Who are you to speak to matters you have no idea of? Who are you to say that $400 million (which is the amount that's retained by all of the people of Kansas through the AGI, not tax revenue, you got that number wrong) is enough to fund education and transportation? 

 

We've already spoke to the condition of Kansas's job markets. You aren't proving anything by comparing it to the national average, seeing (as you've conceded) that the conditions of the private sector vary immensely. In comparison with neighboring states, Kansas is faring well on the jobs front. In conjunction with increased wages, savings and investment is rising. 

 

 

The money stays in the hands of the people of Kansas, where it belongs.

 

That said, there's no guarantee that these good results will last. Already, Brownback's administration and Kansas's state government have passed sales tax increases over the past two years, which ultimately punishes the middle, working class. If they maintain this course of action, Kansas's days of growth will come to a quick end.

This whole point shows your argument is BS. Why is the guy is making Kansas great by doing all of these tax cuts stop doing them. It seem it doesn't work and yet you are the only who thinking it does.


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#57 DarkNemesis

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Posted 30 January 2016 - 08:14 PM

That said, there's no guarantee that these good results will last. Already, Brownback's administration and Kansas's state government have passed sales tax increases over the past two years, which ultimately punishes the middle, working class. If they maintain this course of action, Kansas's days of growth will come to a quick end.


Well it shows that if Brownback is raising the sales tax to shore up the loss of revenue from cutting other taxes, then the tax cuts aren't doing the job it was intended to. If it did, Brownback would never raise them in the first place.
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#58 Red_Sand Beach

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Posted 31 January 2016 - 03:14 PM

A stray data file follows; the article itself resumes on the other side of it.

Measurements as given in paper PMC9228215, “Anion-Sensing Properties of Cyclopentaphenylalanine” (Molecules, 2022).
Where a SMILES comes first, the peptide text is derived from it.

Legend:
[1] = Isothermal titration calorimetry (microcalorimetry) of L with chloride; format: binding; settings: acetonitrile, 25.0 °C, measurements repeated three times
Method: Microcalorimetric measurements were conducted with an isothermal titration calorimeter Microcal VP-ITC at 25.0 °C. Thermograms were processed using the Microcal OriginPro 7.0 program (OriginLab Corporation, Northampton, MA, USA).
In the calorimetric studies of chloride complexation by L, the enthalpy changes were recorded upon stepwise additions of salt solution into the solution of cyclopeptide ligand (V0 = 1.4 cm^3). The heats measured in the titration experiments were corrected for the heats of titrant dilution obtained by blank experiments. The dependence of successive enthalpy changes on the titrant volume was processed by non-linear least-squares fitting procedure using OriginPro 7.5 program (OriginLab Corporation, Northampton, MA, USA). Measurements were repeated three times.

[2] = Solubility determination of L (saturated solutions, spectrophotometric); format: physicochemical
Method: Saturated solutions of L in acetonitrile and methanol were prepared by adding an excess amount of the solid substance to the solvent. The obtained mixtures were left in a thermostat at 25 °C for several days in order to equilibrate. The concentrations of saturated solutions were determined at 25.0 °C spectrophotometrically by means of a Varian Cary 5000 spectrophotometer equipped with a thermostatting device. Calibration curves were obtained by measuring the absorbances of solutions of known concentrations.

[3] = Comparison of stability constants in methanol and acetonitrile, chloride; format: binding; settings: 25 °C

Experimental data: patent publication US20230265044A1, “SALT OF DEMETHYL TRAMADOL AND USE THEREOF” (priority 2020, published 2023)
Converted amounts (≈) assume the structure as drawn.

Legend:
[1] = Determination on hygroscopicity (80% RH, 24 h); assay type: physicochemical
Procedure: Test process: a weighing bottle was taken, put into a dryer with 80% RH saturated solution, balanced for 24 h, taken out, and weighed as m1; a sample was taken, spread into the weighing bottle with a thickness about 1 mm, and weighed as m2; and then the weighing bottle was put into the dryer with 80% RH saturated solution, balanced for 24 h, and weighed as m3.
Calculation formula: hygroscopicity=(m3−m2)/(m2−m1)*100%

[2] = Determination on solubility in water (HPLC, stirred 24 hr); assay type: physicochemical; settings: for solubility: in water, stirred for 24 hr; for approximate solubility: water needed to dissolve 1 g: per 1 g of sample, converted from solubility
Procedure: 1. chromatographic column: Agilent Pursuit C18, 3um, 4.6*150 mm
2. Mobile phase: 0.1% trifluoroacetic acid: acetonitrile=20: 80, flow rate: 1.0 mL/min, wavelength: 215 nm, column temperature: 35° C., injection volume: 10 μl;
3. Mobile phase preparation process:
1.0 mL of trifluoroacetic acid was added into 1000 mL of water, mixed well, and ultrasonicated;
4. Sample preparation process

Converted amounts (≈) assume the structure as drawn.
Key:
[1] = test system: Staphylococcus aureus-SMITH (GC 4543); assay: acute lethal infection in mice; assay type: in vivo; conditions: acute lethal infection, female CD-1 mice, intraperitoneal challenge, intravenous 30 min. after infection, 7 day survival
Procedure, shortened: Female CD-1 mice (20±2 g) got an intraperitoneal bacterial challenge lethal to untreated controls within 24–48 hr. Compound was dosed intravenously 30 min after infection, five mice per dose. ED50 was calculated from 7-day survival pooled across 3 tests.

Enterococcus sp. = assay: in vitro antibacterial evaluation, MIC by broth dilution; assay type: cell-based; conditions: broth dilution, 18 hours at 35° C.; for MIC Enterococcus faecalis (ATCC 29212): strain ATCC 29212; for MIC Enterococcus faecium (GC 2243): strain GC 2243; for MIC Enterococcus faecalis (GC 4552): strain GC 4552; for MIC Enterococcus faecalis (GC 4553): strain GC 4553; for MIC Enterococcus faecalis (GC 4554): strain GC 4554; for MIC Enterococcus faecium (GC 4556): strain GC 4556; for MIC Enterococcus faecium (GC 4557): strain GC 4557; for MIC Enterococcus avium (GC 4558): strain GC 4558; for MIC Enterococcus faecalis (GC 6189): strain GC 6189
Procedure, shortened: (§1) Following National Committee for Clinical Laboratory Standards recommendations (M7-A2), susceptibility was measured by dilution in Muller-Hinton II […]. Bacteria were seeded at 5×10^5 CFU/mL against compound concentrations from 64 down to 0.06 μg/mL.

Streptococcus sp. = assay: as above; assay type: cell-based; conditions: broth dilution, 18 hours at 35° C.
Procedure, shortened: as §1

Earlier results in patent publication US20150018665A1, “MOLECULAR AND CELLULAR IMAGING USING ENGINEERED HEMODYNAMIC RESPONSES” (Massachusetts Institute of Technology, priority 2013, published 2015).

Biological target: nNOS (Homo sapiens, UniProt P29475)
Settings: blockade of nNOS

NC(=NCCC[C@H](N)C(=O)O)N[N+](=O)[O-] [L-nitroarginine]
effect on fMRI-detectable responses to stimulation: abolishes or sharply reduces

Iowa's tomorrow, 

 

should be interesting to see how it goes down, Trump and Cruz should take 1st and 2nd respectively, (maybe the other way around if Cruz gets lucky), but I wouldn't be surprised to see Rand overtake Carson or Rubio because the polls tend to be biased against younger voters apparently. 

 

EDIT: I am curious to see if Bernie will actually beat the rancid hag.  


Edited by Red_Sand Beach, 31 January 2016 - 03:24 PM.


#59 waleuska

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Posted 01 February 2016 - 12:34 PM

Sarcasm does not spread through the internet. THe only reason I can see someone supporting increaseing their own taxes is either they are extremely rich, in which case, just donate to a charity, or they don't work, in which case they get free handouts from the government at the expense of working american tax dollars. 

Or that is two dumb reason you can think of. How about i see people use their money unwisely and i know it is going to cost me in the long run. Or that i see corporations taking advantage of people and i rather them fight the government than let me dealing with their evilness.

 

I hate the government more than most but then i see the corporations and they are worst. Let those two fight it out. I can at least vote for the guys i want in the government vs i cannot do crap about the corporations.

 

Do not talk about the free market. How it would make the corporations play fair, it doesn't.


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#60 Red_Sand Beach

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Posted 01 February 2016 - 12:47 PM

Or that is two dumb reason you can think of. How about i see people use their money unwisely and i know it is going to cost me in the long run. Or that i see corporations taking advantage of people and i rather them fight the government than let me dealing with their evilness.

I hate the government more than most but then i see the corporations and they are worst. Let those two fight it out. I can at least vote for the guys i want in the government vs i cannot do crap about the corporations.

Do not talk about the free market. How it would make the corporations play fair, it doesn't.


Well i suppose if keeping your money instead of giving free money to those who dont work is "using their money unwisely" then i suppose individuals with earned income are doing so.

What defines playing fair? You want 15 dollars an hour for flipping burgers? The employer will just hire less people. What about for sewing cloth? Employer will just have his clothes made in china or india, thats less jobs for americans. Also the price of basic needs goes up when everyone has more money, that's how the market works, so the poor will still have the same difficulty buying stuff.